Virtual appliance scenario
A common scenario among larger Azure customers is the need to provide a two-tiered application exposed to the Internet, while allowing access to the back tier from an on-premises datacenter. This document walks you through a scenario using route tables, a VPN Gateway, and network virtual appliances to deploy a two-tier environment that meets the following requirements:
Web application must be accessible from the public Internet only.
Web server hosting the application must be able to access a backend application server.
All traffic from the Internet to the web application must go through a firewall virtual appliance. This virtual appliance is used for Internet traffic only.
All traffic going to the application server must go through a firewall virtual appliance. This virtual appliance is used for access to the backend end server, and access coming in from the on-premises network via a VPN Gateway.
Administrators must be able to manage the firewall virtual appliances from their on-premises computers, by using a third firewall virtual appliance used exclusively for management purposes.
This example is a standard perimeter network (also known as DMZ) scenario with a DMZ and a protected network. Such scenario can be constructed in Azure by using NSGs, firewall virtual appliances, or a combination of both.
The following table shows some of the pros and cons between NSGs and firewall virtual appliances.
Integrated into Azure role based access.
Rules can be created in Azure Resource Manager templates.
|Complexity could vary in larger environments.|
|Firewall||Full control over data plane.
Central management through firewall console.
|Cost of firewall appliance.
Not integrated with Azure role based access.
The following solution uses firewall virtual appliances to implement a perimeter network (DMZ)/protected network scenario.
You can deploy the environment explained previously in Azure using different features available today, as follows.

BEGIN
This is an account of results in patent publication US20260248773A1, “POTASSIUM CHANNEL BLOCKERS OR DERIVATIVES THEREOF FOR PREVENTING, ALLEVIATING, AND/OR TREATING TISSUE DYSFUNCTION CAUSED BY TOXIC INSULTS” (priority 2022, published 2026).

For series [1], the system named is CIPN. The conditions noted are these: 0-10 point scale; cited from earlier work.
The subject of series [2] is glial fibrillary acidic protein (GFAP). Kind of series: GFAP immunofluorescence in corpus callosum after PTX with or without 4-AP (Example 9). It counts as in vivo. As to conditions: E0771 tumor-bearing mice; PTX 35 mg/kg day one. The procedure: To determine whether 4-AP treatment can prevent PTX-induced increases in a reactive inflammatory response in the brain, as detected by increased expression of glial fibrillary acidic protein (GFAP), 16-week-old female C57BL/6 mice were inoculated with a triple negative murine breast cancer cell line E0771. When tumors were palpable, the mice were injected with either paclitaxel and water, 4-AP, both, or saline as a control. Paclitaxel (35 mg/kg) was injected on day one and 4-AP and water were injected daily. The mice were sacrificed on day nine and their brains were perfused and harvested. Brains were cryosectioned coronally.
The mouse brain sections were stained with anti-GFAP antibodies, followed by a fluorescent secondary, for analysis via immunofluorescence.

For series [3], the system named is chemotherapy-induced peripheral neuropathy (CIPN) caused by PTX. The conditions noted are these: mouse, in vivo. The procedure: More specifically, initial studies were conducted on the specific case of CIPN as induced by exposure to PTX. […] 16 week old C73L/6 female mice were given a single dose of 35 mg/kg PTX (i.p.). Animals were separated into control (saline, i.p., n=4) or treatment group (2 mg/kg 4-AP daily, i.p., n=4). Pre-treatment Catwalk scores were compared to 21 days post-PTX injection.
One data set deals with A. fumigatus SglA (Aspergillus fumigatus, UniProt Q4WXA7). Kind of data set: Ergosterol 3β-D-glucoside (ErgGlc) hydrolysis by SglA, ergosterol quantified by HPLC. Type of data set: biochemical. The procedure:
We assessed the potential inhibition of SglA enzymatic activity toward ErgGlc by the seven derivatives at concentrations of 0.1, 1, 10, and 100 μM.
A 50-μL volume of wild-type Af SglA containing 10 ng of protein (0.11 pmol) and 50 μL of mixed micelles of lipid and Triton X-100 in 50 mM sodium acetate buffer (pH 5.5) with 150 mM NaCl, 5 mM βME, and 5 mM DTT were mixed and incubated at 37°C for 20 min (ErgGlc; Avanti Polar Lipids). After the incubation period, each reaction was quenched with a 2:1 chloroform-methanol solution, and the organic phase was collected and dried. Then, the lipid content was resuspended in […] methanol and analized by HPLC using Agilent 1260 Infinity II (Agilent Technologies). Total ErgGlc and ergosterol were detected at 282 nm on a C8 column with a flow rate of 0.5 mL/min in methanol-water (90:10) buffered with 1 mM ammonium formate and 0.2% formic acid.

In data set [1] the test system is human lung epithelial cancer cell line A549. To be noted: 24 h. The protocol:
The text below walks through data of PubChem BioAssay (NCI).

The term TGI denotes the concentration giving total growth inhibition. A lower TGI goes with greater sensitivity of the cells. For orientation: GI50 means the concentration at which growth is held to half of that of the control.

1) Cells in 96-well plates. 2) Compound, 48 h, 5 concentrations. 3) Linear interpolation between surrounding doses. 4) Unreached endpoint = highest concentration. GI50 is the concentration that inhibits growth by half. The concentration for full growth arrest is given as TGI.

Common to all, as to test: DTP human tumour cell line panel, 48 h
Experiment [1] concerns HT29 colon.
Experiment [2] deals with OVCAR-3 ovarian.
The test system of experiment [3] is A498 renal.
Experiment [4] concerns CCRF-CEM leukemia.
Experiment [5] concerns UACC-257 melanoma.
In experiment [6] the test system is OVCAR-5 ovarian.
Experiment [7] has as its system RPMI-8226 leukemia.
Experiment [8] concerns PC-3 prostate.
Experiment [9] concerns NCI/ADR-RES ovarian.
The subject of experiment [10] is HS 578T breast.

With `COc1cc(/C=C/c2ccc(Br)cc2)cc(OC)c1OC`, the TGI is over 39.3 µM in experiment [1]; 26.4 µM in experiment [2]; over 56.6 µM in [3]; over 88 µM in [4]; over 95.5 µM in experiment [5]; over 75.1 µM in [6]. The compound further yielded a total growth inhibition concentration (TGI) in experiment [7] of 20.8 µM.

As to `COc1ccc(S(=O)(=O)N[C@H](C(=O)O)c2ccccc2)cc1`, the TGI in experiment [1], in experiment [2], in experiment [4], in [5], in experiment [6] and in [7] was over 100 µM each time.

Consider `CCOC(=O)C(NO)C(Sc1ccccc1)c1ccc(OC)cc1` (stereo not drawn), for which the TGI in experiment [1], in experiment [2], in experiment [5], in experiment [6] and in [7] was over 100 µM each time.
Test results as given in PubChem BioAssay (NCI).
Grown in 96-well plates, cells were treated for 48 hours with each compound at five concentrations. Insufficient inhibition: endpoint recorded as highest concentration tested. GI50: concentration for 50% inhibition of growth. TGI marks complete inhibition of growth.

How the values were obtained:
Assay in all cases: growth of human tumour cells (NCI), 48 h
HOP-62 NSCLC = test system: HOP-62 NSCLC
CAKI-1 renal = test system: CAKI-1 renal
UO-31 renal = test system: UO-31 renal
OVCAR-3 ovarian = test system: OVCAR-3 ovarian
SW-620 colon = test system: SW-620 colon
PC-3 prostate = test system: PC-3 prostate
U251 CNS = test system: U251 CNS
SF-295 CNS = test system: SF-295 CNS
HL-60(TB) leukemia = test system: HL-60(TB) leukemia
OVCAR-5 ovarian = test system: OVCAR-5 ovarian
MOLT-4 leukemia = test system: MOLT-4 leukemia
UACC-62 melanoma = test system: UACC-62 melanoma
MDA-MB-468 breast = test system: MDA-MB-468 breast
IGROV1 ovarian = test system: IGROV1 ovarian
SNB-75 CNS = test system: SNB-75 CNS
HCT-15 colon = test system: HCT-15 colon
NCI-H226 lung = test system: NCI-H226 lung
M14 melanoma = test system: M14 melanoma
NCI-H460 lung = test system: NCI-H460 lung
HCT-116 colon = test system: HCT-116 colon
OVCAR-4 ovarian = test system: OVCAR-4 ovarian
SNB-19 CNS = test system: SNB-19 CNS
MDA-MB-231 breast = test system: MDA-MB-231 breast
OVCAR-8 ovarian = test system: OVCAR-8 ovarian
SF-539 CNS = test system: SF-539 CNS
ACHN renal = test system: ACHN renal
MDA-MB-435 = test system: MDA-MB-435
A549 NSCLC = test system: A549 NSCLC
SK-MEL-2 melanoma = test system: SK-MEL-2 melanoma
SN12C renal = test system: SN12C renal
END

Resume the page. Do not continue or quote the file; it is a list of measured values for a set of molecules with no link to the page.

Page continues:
Virtual network. An Azure virtual network acts in similar fashion to an on-premises network, and can be segmented into one or more subnets to provide traffic isolation, and separation of concerns.
Virtual appliance. Several partners provide virtual appliances in the Azure Marketplace that can be used for the three firewalls described previously.
Route tables. Route tables are used by Azure networking to control the flow of packets within a virtual network. These route tables can be applied to subnets. You can apply a route table to the GatewaySubnet, which forwards all traffic entering into the Azure virtual network from a hybrid connection to a virtual appliance.
IP Forwarding. By default, the Azure networking engine forwards packets to virtual network interface cards (NICs) only if the packet destination IP address matches the NIC IP address. Therefore, if a route table defines that a packet must be sent to a given virtual appliance, the Azure networking engine would drop that packet. To ensure the packet is delivered to a VM (in this case a virtual appliance) that isn't the actual destination for the packet, enable IP Forwarding for the virtual appliance.
Network Security Groups (NSGs). The following example doesn't make use of NSGs, but you could use NSGs applied to the subnets and/or NICs in this solution. The NSGs would further filter the traffic in and out of those subnets and NICs.
In this example, there's a subscription that contains the following items:
Two resource groups, not shown in the diagram.
ONPREMRG. Contains all resources necessary to simulate an on-premises network.
AZURERG. Contains all resources necessary for the Azure virtual network environment.
A virtual network named onpremvnet segmented as follows used to mimic an on-premises datacenter.
onpremsn1. Subnet containing a virtual machine (VM) running Linux distribution to mimic an on-premises server.
onpremsn2. Subnet containing a VM running Linux distribution to mimic an on-premises computer used by an administrator.
There's one firewall virtual appliance named OPFW on onpremvnet used to maintain a tunnel to azurevnet.
A virtual network named azurevnet segmented as follows.
azsn1. External firewall subnet used exclusively for the external firewall. All Internet traffic comes in through this subnet. This subnet only contains a NIC linked to the external firewall.
azsn2. Front end subnet hosting a VM running as a web server that is accessed from the Internet.
azsn3. Backend subnet hosting a VM running a backend application server accessed by the front end web server.
azsn4. Management subnet used exclusively to provide management access to all firewall virtual appliances. This subnet only contains a NIC for each firewall virtual appliance used in the solution.
GatewaySubnet. Azure hybrid connection subnet required for ExpressRoute and VPN Gateway to provide connectivity between Azure VNets and other networks.
There are 3 firewall virtual appliances in the azurevnet network.
AZF1. External firewall exposed to the public Internet by using a public IP address resource in Azure. You need to ensure you have a template from the Marketplace or directly from your appliance vendor that deploys a 3-NIC virtual appliance.
AZF2. Internal firewall used to control traffic between azsn2 and azsn3. This firewall is also a 3-NIC virtual appliance.